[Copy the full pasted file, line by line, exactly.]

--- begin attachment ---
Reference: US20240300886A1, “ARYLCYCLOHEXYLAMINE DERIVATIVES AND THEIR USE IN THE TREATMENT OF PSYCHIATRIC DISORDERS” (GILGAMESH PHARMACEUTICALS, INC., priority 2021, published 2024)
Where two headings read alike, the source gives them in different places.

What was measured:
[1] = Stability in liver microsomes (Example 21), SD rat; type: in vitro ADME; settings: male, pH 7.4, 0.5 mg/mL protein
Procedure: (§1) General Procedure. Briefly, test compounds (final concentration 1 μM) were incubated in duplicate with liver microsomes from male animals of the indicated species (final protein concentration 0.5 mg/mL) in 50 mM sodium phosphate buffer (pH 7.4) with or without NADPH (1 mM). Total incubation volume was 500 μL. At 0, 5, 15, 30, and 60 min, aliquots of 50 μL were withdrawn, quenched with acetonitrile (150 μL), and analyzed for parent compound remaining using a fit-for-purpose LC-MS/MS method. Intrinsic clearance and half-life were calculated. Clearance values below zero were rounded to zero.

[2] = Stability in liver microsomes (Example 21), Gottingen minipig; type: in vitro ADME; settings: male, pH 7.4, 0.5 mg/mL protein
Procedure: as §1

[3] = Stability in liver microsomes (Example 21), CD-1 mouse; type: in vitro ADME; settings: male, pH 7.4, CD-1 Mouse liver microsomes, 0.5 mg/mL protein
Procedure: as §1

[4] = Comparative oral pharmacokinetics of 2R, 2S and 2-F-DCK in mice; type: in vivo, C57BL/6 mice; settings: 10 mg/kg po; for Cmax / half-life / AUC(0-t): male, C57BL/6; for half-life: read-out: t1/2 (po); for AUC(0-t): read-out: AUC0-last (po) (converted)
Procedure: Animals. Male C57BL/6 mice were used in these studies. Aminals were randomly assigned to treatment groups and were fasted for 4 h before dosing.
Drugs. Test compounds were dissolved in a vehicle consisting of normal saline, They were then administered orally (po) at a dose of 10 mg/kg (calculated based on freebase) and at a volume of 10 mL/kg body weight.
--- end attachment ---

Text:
Reference: US20240300886A1, “ARYLCYCLOHEXYLAMINE DERIVATIVES AND THEIR USE IN THE TREATMENT OF PSYCHIATRIC DISORDERS” (GILGAMESH PHARMACEUTICALS, INC., priority 2021, published 2024)
Where two headings read alike, the source gives them in different places.

What was measured:
[1] = Stability in liver microsomes (Example 21), SD rat; type: in vitro ADME; settings: male, pH 7.4, 0.5 mg/mL protein
Procedure: (§1) General Procedure. Briefly, test compounds (final concentration 1 μM) were incubated in duplicate with liver microsomes from male animals of the indicated species (final protein concentration 0.5 mg/mL) in 50 mM sodium phosphate buffer (pH 7.4) with or without NADPH (1 mM). Total incubation volume was 500 μL. At 0, 5, 15, 30, and 60 min, aliquots of 50 μL were withdrawn, quenched with acetonitrile (150 μL), and analyzed for parent compound remaining using a fit-for-purpose LC-MS/MS method. Intrinsic clearance and half-life were calculated. Clearance values below zero were rounded to zero.

[2] = Stability in liver microsomes (Example 21), Gottingen minipig; type: in vitro ADME; settings: male, pH 7.4, 0.5 mg/mL protein
Procedure: as §1

[3] = Stability in liver microsomes (Example 21), CD-1 mouse; type: in vitro ADME; settings: male, pH 7.4, CD-1 Mouse liver microsomes, 0.5 mg/mL protein
Procedure: as §1

[4] = Comparative oral pharmacokinetics of 2R, 2S and 2-F-DCK in mice; type: in vivo, C57BL/6 mice; settings: 10 mg/kg po; for Cmax / half-life / AUC(0-t): male, C57BL/6; for half-life: read-out: t1/2 (po); for AUC(0-t): read-out: AUC0-last (po) (converted)
Procedure: Animals. Male C57BL/6 mice were used in these studies. Aminals were randomly assigned to treatment groups and were fasted for 4 h before dosing.
Drugs. Test compounds were dissolved in a vehicle consisting of normal saline, They were then administered orally (po) at a dose of 10 mg/kg (calculated based on freebase) and at a volume of 10 mL/kg body weight.